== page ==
I’m going through a slew of old blog entries that I started writing, but never finished. Some are a couple years old. I’m struck at how I can go back and read some of my own writing, and be surprised at how much I relate to it! The following was written during a time of paranoid depression. Doesn’t that sound fun?
I love to write. It’s therapeutic for me in a million different ways. My hope is that this will find its way to someone who needs to read it. My reason for putting these writings out for all to see is that someone else might find reading it therapeutic. That someone might feel less alone, less paranoid, less crazy. That someone might come to a greater understanding of the beast she is dealing with. So, please, pass my posts along to others. Share them so they can find those who need to feel the words come off the paper (screen), and embrace them in a hug.
I feel alone much of the time, trapped by my own thoughts and paranoia. At the same time, I know that I am loved by many.
There is a constant battle going on inside my mind. One side tells me that I’m a burden, that I’m needy, that no one really likes me. This side convinces me that I shouldn’t contact people. I should just wait for them to contact me. After all, if they really care about me they will want to communicate with me. They will want to share a funny story, or ask my opinion, or see how I’m feeling, or just say hello. That’s what people do with people they really care about and enjoy spending time with. Right?
So I wait. Sometimes I wait all day and I hear from no one. My phone doesn’t ring. No one knocks on my door. No emails. No texts. That must mean that no one cares. They must be so thankful to have gone a whole day without hearing from me, their annoying, needy ‘friend.’ I try to tell myself that they are just busy. They have jobs and families and other friends. Their lives do not revolve around me. The fact that I didn’t hear from them today does not mean that they don’t like me. I tell myself these things over and over again everyday. Most of the time I don’t believe it. I want to, but I don’t.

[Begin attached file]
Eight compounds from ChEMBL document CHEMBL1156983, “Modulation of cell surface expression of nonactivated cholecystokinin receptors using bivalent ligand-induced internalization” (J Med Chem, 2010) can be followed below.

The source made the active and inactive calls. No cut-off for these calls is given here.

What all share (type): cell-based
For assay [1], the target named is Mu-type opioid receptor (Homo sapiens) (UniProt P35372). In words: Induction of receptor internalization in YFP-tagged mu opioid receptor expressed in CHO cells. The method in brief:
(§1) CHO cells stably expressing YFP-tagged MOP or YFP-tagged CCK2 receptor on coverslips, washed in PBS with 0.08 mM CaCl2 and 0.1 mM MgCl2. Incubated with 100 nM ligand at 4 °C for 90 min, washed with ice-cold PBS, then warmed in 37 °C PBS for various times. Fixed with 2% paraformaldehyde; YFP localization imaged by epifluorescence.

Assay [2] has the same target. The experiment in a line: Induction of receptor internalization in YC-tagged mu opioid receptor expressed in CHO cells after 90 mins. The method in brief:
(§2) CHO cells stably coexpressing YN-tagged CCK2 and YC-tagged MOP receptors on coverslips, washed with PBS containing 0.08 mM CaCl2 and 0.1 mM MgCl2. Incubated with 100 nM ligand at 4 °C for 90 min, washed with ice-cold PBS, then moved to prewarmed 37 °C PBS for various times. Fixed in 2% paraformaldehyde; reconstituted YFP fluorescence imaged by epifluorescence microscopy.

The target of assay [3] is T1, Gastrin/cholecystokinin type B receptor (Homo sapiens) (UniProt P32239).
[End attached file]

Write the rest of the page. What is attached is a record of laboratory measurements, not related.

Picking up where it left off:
Sometimes I do believe that I’m important to others. I do believe that people like me. I feel comfortable enough to text or call, just because I want to, but not because I have a specific thing to say. I might share something funny, or send a picture or video. I’m goofy like that. If they respond, great! If they don’t, the other side creeps in and tells me that I’m being annoying again. It tells me that I should be embarrassed for initiating contact with others. It tells me that, once again, I messed up.
As I type and reread this, I realize how childish and immature it sounds. Trust me, I know. The thing is, no matter how much I know it, it’s still my reality. I do not know how to change it.
It’s exhausting living like this. The constant struggle consumes my thoughts. I go through the motions of everyday, but much of the time my mind is a million miles away. Being in two places at once is overwhelming. It’s easier to just be by myself and not have to pretend to be plugged into whatever it is that I’m doing.
Being alone is easier, but not necessarily what is best. Being alone for a while is great. It’s peaceful. It’s calming. It’s good. But, I thrive on relationship with others. I love to be with friends. I love to laugh with them, sing with them, talk with them. I’m happiest when I’m with people whom I’m close to. So, too much alone time turns into depression, which leads to more paranoia. Vicious cycle.
This kind of inner turmoil is exhausting. It isn’t visible, so it doesn’t seem like a real thing sometimes. That’s why I question myself. That’s why others can easily tell me why I should brush it off. That’s why it seems ridiculous. But it isn’t.
Paranoia is real. It’s my mind attacking itself. You may not see the war, but it’s real.